As I write this post I'm sitting on the patio of a hotel in Miami. It's CMS Week and that means it's time to travel to a foreign country and present my work to the whole collaboration. Since mid August I've spent about half my time away from Brussels, travelling for work, and spending a large amount of time in the air. It's certainly one of the perks of the job and conference organisers go out of their way to make the experience fun. So putting everything else to one side for a minute, the opportunity for travel is something I love and certaintly one of the most fun parts of the job.
There are certainly advantages and disadvantages to this part of the lifestyle though. Spending so much time travelling obviously means spending much less time at home, so I've barely been to the gym, or even had regular shopping trips for the past four months. My social life has taken second place to shifts at CERN, workshops and CMS week, and that takes a toll after a while.
However I think the biggest advantage of these trips is that it gives me time to think outside of my normal routine for a while. Physics needs a huge amount of innovation and new ideas are not cheap. Taking the time to get out of the lab, walk in a foreign climate for while with a laptop and a notepad, without meetings to attend or deadlines to meet gives me the chance to step back and find new directions for my work. It's very rare that I go for a trip and don't come back with at least three new ideas that can substantially improve my current work, or lead to something new. I love innovating, I love problem solving, and I love physics. Although I'm attending talks and collaborating, this is essentially a working holiday so I'm going to do what I love doing the most- blue sky thinking about how to solve the biggest problems I currently face at work. I wish I work like this all the time, but unfortunately the hard work needs to be done too, and when I get back to Brussels I'll have to return to meetings and documentation and submitting jobs.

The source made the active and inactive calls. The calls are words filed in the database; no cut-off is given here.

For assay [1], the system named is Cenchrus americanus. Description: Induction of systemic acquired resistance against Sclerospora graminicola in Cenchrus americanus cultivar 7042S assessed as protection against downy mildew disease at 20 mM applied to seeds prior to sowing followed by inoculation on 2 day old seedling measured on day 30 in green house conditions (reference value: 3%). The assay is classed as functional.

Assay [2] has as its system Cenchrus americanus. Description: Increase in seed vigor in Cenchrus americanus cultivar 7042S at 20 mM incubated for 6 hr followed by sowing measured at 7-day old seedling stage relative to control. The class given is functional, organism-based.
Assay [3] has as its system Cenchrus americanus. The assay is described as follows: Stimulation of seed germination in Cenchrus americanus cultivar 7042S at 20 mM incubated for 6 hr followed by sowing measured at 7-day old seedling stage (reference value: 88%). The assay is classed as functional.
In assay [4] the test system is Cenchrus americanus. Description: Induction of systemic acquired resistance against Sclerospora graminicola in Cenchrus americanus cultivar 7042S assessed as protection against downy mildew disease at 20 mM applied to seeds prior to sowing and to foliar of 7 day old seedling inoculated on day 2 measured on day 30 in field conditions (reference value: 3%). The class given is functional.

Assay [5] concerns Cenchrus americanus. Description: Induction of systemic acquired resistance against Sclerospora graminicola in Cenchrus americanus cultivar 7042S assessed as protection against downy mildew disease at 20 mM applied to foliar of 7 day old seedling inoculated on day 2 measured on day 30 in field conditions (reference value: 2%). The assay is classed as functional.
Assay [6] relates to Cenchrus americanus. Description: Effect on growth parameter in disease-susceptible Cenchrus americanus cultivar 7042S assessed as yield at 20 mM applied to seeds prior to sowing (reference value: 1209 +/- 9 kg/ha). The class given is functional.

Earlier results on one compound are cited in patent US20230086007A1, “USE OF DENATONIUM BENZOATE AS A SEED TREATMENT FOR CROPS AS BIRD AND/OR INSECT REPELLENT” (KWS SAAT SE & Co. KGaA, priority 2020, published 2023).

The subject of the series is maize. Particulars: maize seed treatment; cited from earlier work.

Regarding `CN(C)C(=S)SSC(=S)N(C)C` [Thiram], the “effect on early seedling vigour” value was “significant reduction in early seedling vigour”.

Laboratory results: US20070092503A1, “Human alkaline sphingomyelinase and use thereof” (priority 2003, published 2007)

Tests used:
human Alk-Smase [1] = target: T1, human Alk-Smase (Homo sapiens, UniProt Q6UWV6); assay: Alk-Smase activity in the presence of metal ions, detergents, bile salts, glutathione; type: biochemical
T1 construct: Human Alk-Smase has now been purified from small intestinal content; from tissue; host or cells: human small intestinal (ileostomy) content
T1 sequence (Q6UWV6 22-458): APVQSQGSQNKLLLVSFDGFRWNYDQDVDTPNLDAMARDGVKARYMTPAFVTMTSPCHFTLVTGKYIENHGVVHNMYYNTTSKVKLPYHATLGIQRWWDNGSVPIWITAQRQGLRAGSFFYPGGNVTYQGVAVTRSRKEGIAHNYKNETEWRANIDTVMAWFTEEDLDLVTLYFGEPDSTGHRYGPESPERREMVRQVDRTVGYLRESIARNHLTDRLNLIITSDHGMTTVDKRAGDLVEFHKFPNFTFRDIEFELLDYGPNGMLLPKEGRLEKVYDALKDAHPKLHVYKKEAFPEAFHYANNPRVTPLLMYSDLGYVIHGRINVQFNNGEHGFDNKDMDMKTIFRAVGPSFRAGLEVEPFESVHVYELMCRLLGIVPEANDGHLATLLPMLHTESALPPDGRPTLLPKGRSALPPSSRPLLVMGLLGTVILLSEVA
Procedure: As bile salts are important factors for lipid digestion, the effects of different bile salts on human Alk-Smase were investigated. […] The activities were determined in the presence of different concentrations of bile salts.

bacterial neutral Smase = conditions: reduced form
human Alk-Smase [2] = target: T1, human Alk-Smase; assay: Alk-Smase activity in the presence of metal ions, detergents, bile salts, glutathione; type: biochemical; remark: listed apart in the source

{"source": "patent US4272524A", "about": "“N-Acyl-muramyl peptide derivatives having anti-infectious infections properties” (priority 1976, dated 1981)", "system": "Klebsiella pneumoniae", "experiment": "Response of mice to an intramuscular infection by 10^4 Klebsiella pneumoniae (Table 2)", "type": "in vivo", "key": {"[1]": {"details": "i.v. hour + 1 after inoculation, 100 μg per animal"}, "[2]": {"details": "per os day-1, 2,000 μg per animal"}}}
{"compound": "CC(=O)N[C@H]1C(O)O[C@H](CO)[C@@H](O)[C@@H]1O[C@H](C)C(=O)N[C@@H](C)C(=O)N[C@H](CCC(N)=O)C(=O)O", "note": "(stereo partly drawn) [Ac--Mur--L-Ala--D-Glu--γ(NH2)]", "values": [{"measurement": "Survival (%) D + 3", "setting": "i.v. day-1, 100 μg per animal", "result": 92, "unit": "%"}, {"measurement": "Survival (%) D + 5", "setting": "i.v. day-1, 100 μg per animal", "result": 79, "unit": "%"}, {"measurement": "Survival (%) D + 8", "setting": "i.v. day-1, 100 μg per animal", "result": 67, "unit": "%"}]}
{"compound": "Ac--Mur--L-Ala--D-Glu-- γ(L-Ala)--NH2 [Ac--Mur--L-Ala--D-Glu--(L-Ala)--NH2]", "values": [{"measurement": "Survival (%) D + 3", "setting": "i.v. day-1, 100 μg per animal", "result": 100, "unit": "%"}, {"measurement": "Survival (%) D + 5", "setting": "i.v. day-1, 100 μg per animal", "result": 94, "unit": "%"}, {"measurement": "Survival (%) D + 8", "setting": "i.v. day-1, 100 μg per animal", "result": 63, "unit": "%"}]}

For now I can bask in the December sun, chat with the Director of the lab about the "bigger picture", decide what my priorities should be for next year, and take the time to plan it all out. It's good to be back in the USA again, and I hope to have opportunities like this in whatever job I have in the future.